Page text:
Let’s get one thing out of the way: 2020 has been a hellish year, and I’m glad it’s coming to an end. Sure, January 1st, 2021 won’t magically make the pandemic go away, but eh, we can always dream.
Nearly a year ago, a new virus was discovered in Wuhan, China. And a few months later, the virus hit all parts of the world. No one knew it then, but this would become one of the biggest pandemics humanity has lived through since the 1918 Spanish Flu (which was actually not Spanish).
Today, after months and months in lockdown, most of us are used to social distancing, working from home, and wearing masks wherever we go. However, some of us have to travel for one reason or another, and we can’t postpone those essential travels even with the coronavirus wreaking havoc around the world.
So, if you have to go through the experience of traveling during COVID-19 times, check out the upcoming tips. Following them will keep you as safe as humanly possible while taking a bus for long hours or flying in a closed tin can with, sometimes, hundreds of people.
1. Wear the proper mask
We all bust out our cloth masks when we’re going for a grocery run, and most of the time, that will be safe enough. However, when you’re spending a few hours on the same plane or train or bus with a bunch of strangers, you might want to rethink going with the cloth option.
This is because, as safe as they might feel, cloth masks can’t protect you if you’re in close proximity to a person carrying the virus, even if they’re asymptomatic.
In a situation like this, you’ll want to be as safe as possible, which is why you should go with stronger options, such as N95 and N99 masks and surgical masks. You can also wear goggles or a face shield, which will protect your eyes (since you can also catch the virus through them) and offer you another layer of safety.
2. Test yourself three times
That’s before, during, and after your trip. This way, you’ll make sure you haven’t caught the virus while traveling or passed it to people when on a plane. Also, before you get tested for the first time, make sure to self-isolate for 14 days, since you can show a negative result if you take the test during your first few days of catching COVID-19.
As a precaution, you should also test yourself during your trip if tests are available where you are, and after your trip to make sure you’re still virus-free.
And, same advice as above: if you can, quarantine after your trip as well.
And remember, just because you tested negative once, it doesn’t mean you can’t catch the virus or are immune to it. So, even if you know you don’t have COVID-19, still make sure to keep yourself and everyone around you safe.
3. Don’t eat out if you can
The chances of getting infected are higher in places with a lot of people, and that means restaurants and cafes. So, getting takeout or cooking your own food is the safest option while you’re traveling during a pandemic.
If you still want to eat out, choose a restaurant with an outdoor space, which is relatively safer than indoor ones. And if you’re paranoid like me, you can check inside a restaurant before ordering.
Where I live, you can usually see inside the kitchen of a lot of restaurants. If I notice that the cooks are not wearing their masks correctly or not wearing gloves or if I see that the servers are not sporting masks, I leave. Remember, no food is worth your health.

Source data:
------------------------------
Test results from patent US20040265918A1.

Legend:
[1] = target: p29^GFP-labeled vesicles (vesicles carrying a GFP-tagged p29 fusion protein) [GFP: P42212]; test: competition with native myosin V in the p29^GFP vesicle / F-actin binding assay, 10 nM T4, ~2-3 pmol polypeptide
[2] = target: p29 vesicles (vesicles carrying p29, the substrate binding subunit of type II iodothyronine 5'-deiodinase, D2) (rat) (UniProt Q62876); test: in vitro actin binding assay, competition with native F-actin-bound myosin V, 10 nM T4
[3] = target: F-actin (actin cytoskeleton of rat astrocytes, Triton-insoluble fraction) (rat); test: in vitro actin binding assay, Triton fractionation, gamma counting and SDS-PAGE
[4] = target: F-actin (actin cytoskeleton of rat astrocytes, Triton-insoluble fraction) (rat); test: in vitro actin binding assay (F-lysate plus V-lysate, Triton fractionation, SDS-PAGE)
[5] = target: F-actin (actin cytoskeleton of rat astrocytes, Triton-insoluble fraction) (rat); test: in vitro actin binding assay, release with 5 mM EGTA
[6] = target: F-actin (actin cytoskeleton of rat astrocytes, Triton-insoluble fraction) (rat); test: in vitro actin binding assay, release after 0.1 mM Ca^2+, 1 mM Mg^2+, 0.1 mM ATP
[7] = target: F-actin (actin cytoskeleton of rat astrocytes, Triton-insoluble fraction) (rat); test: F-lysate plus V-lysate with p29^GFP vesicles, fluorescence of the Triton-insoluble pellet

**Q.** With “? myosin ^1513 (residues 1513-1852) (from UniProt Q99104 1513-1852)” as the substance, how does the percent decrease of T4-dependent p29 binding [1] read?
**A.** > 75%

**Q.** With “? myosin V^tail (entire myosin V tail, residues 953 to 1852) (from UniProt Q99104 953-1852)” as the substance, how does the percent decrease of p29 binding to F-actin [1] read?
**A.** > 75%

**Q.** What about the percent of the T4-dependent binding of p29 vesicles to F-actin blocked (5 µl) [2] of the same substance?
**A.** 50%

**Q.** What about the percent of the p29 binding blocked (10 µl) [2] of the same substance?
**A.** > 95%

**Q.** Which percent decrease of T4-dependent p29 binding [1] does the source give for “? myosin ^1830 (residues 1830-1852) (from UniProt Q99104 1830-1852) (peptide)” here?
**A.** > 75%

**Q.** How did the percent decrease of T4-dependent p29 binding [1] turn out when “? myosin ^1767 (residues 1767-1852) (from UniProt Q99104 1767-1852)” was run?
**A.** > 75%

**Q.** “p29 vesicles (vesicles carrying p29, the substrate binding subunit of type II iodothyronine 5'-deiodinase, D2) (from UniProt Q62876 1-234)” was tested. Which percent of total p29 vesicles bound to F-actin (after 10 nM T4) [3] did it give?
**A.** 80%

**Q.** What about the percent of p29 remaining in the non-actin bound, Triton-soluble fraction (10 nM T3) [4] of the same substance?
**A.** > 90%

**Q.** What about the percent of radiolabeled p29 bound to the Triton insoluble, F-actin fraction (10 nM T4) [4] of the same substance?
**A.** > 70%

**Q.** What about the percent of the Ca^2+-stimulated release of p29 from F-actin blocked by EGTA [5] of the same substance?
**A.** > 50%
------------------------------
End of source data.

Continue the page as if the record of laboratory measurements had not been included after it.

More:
4. Keep hand sanitizer on you
This is a given during pandemic times, but so many people forget (even me). So, I found a little method to always have sanitizer on me: I just buy several small bottles (or packs of sanitizing wet wipes) and I keep one in each of my bags and backpacks.
This way, I can always clean my hands, even when there is no soap available (which can happen in a lot of places). Still, keep in mind that soap and warm water are always better than hand sanitizer. So, always wash your hands when you get the chance.
5. Sanitize your seat on the plane
I don’t know if you’re aware, but airplane seats are absolutely disgusting. And I mean vile levels of disgusting. They’re full of germs and they’re never thoroughly cleaned.
So, when you board, and before you get comfortable, make sure to use sanitizing wipes to clean your seat, seatbelt buckle, headrest, screen, seatback, tray table, and armrest.
6. Check the COVID-19 rates at your destination
Keeping an eye on infection numbers at your destination is important. Not only will this give you an idea of the situation there, but it’ll also inform you of the places that are the most hit by the virus. With this knowledge, you can avoid those areas completely or make sure to take more precautions when you’re there.
If you’re traveling to a country that is currently ravaged by the virus (such as the US or the UK), you’ll be more likely to be infected. And that’s one more reason to get tested and self-quarantined after your trip.
If you’re flying to another country, you have to also remember to check the embassy’s website of that place. Right now, a lot of countries are banning people from certain areas completely, even if they have the right visas. You don’t want to buy an expensive flight ticket and then get denied boarding at the airport.
7. Never let your guard down
Even if you’re somewhere that has low infection rates. The virus in its nature is tricky and sneaky, and if you ever get too relaxed about these guidelines, you might end up catching it.
So, always follow social distancing, always wear a mask, and never touch your face or eat until you’ve washed your hands.
I personally wouldn’t be traveling right now unless it was extremely essential, as in the case of a family death or something similar.
And so should you. Hopefully, it’ll never come to that and you’ll be able to stay put until the pandemic ends. But if you absolutely have to fly somewhere, then follow the aforementioned tips and stay safe.